What is Co-Parenting?
- Co-Parenting is when divorced parents work together and cooperate as adults to make joint decisions in the best interest of the children.
- Co-Parenting is not one parent believing that they have more “power” or “control” over the other parent because they have “primary” custody.
- Co-Parenting is not using the children as pawns in a never ending game of “he said she said”.
- Co-Parenting is never believing that a higher paying job, nicer home, or moving closer to relatives is justification for moving children away from one of their natural parents.
- Co-Parenting is NEVER forcing your children to call your new spouse “Mom” or “Dad”. Children have ONE Mom and ONE Dad. If a child’s natural parent is not in the picture and/or if the new step-parent and child have a loving and nurturing relationship; obviously there are exceptions to the rule of receiving the title. But that’s the key factor; the title should be earned and received by the step-parent, never demanded.
- Co-Parenting is not only not badmouthing your children’s Mother or Father in front of your children, it’s actually defending them should someone else make a negative comment about them. Remember, your children are half you and half your ex spouse. When someone insults your ex spouse they are in reality insulting your own children.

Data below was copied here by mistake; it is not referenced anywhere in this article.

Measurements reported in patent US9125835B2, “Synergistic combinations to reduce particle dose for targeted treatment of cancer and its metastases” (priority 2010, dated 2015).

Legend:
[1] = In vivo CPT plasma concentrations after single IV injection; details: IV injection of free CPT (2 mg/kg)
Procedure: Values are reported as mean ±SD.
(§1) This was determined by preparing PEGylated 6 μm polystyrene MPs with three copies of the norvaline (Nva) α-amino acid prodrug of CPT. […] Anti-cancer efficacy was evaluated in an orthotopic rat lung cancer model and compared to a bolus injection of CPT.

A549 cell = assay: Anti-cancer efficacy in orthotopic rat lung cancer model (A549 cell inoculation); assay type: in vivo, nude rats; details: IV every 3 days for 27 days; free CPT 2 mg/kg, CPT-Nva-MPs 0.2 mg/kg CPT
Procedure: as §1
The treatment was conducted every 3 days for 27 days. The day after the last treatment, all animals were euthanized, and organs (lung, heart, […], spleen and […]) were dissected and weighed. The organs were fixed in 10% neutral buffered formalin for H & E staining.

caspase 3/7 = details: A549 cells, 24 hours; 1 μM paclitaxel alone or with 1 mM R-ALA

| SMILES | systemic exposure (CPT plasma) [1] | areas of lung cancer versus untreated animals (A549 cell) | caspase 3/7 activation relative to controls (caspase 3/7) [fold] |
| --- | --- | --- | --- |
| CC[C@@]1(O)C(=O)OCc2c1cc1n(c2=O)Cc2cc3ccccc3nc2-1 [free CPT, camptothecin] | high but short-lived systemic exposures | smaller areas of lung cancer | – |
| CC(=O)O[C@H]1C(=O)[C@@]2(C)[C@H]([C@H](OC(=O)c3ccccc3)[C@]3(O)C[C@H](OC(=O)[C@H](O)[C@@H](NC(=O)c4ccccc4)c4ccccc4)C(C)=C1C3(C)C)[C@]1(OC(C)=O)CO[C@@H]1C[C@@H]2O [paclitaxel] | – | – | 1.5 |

- Co-Parenting is being able to take a step back and look at your situation through your child’s eyes. It is realizing that decisions made today are like a ripple in a pond that may have effects not even felt until your children become adults and look back at what happened through grown up eyes.
- Co-Parenting is realizing that your children will not be children forever. They need love, guidance, support and values from both of their parents in order to grow into the most emotionally healthy and stable adults possible. Sure, some kids turn out pretty good being raised by only one parent (just ask the Founder of NANCM who was raised by her Dad), but without a doubt children do better if both (fit and loving) parents are able to contribute to their upbringing.
- Co-Parenting is adhering to the court ordered visitation schedule and, once again, not using the children as pawns in a game of control. Scheduling family activities like fishing tournaments and camping during the Non Custodial Parent’s visitation just to make the children feel they are missing out on something is one of the most immature methods of alienation around. If you do this, please stop and realize that in most cases the kids see right through it after the first or second time and it’s you that looks
Child Custody Parenting Plans: Guidelines
Co-Parenting After Divorce: How to Raise Happy, Healthy Children in Two-Home Families
by: Diana Shulman